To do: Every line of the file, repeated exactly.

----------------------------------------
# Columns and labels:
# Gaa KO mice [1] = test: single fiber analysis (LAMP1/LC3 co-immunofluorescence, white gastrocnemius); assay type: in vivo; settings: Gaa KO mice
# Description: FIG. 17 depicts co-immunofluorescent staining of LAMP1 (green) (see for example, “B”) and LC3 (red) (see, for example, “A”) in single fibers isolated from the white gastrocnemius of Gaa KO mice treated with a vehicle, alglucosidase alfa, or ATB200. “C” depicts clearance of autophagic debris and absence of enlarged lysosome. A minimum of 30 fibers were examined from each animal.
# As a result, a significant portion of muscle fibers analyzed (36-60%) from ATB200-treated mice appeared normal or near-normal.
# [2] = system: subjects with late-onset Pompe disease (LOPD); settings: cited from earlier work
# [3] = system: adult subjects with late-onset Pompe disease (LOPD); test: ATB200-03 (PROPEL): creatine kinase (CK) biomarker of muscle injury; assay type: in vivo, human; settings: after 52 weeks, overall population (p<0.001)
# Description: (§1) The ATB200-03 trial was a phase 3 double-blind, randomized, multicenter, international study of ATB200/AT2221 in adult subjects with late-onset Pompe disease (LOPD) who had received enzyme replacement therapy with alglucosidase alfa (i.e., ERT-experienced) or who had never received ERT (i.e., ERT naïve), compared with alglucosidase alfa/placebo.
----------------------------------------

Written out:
# Columns and labels:
# Gaa KO mice [1] = test: single fiber analysis (LAMP1/LC3 co-immunofluorescence, white gastrocnemius); assay type: in vivo; settings: Gaa KO mice
# Description: FIG. 17 depicts co-immunofluorescent staining of LAMP1 (green) (see for example, “B”) and LC3 (red) (see, for example, “A”) in single fibers isolated from the white gastrocnemius of Gaa KO mice treated with a vehicle, alglucosidase alfa, or ATB200. “C” depicts clearance of autophagic debris and absence of enlarged lysosome. A minimum of 30 fibers were examined from each animal.
# As a result, a significant portion of muscle fibers analyzed (36-60%) from ATB200-treated mice appeared normal or near-normal.
# [2] = system: subjects with late-onset Pompe disease (LOPD); settings: cited from earlier work
# [3] = system: adult subjects with late-onset Pompe disease (LOPD); test: ATB200-03 (PROPEL): creatine kinase (CK) biomarker of muscle injury; assay type: in vivo, human; settings: after 52 weeks, overall population (p<0.001)
# Description: (§1) The ATB200-03 trial was a phase 3 double-blind, randomized, multicenter, international study of ATB200/AT2221 in adult subjects with late-onset Pompe disease (LOPD) who had received enzyme replacement therapy with alglucosidase alfa (i.e., ERT-experienced) or who had never received ERT (i.e., ERT naïve), compared with alglucosidase alfa/placebo.